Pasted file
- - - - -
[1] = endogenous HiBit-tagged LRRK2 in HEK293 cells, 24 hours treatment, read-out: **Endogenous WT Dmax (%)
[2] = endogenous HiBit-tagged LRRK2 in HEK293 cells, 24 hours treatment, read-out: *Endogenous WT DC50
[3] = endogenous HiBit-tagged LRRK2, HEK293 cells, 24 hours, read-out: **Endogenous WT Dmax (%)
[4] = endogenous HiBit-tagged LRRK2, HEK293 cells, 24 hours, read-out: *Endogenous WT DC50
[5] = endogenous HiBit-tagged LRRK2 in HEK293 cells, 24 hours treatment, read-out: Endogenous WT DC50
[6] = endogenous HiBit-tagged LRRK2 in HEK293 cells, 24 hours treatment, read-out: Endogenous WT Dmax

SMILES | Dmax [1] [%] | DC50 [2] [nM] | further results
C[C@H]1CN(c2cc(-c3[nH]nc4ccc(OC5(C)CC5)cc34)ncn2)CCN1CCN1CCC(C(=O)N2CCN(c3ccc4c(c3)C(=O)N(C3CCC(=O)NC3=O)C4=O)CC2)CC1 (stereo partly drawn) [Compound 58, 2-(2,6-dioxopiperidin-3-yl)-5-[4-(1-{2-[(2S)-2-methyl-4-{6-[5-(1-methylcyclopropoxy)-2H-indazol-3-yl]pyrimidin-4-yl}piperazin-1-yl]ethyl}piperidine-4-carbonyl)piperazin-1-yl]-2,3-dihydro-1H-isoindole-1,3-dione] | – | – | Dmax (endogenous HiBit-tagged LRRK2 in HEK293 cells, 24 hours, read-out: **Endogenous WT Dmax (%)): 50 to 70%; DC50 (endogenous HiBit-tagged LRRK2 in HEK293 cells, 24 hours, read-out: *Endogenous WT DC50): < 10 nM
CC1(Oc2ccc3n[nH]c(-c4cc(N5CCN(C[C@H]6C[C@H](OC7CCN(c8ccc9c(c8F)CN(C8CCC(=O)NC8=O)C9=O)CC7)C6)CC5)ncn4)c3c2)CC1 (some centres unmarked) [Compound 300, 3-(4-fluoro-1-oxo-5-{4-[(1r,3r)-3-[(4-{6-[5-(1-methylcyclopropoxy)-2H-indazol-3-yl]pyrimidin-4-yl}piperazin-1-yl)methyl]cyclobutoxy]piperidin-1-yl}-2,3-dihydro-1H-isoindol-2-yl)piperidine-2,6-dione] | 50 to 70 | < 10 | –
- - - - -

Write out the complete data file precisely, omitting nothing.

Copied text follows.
[1] = endogenous HiBit-tagged LRRK2 in HEK293 cells, 24 hours treatment, read-out: **Endogenous WT Dmax (%)
[2] = endogenous HiBit-tagged LRRK2 in HEK293 cells, 24 hours treatment, read-out: *Endogenous WT DC50
[3] = endogenous HiBit-tagged LRRK2, HEK293 cells, 24 hours, read-out: **Endogenous WT Dmax (%)
[4] = endogenous HiBit-tagged LRRK2, HEK293 cells, 24 hours, read-out: *Endogenous WT DC50
[5] = endogenous HiBit-tagged LRRK2 in HEK293 cells, 24 hours treatment, read-out: Endogenous WT DC50
[6] = endogenous HiBit-tagged LRRK2 in HEK293 cells, 24 hours treatment, read-out: Endogenous WT Dmax

SMILES | Dmax [1] [%] | DC50 [2] [nM] | further results
C[C@H]1CN(c2cc(-c3[nH]nc4ccc(OC5(C)CC5)cc34)ncn2)CCN1CCN1CCC(C(=O)N2CCN(c3ccc4c(c3)C(=O)N(C3CCC(=O)NC3=O)C4=O)CC2)CC1 (stereo partly drawn) [Compound 58, 2-(2,6-dioxopiperidin-3-yl)-5-[4-(1-{2-[(2S)-2-methyl-4-{6-[5-(1-methylcyclopropoxy)-2H-indazol-3-yl]pyrimidin-4-yl}piperazin-1-yl]ethyl}piperidine-4-carbonyl)piperazin-1-yl]-2,3-dihydro-1H-isoindole-1,3-dione] | – | – | Dmax (endogenous HiBit-tagged LRRK2 in HEK293 cells, 24 hours, read-out: **Endogenous WT Dmax (%)): 50 to 70%; DC50 (endogenous HiBit-tagged LRRK2 in HEK293 cells, 24 hours, read-out: *Endogenous WT DC50): < 10 nM
CC1(Oc2ccc3n[nH]c(-c4cc(N5CCN(C[C@H]6C[C@H](OC7CCN(c8ccc9c(c8F)CN(C8CCC(=O)NC8=O)C9=O)CC7)C6)CC5)ncn4)c3c2)CC1 (some centres unmarked) [Compound 300, 3-(4-fluoro-1-oxo-5-{4-[(1r,3r)-3-[(4-{6-[5-(1-methylcyclopropoxy)-2H-indazol-3-yl]pyrimidin-4-yl}piperazin-1-yl)methyl]cyclobutoxy]piperidin-1-yl}-2,3-dihydro-1H-isoindol-2-yl)piperidine-2,6-dione] | 50 to 70 | < 10 | –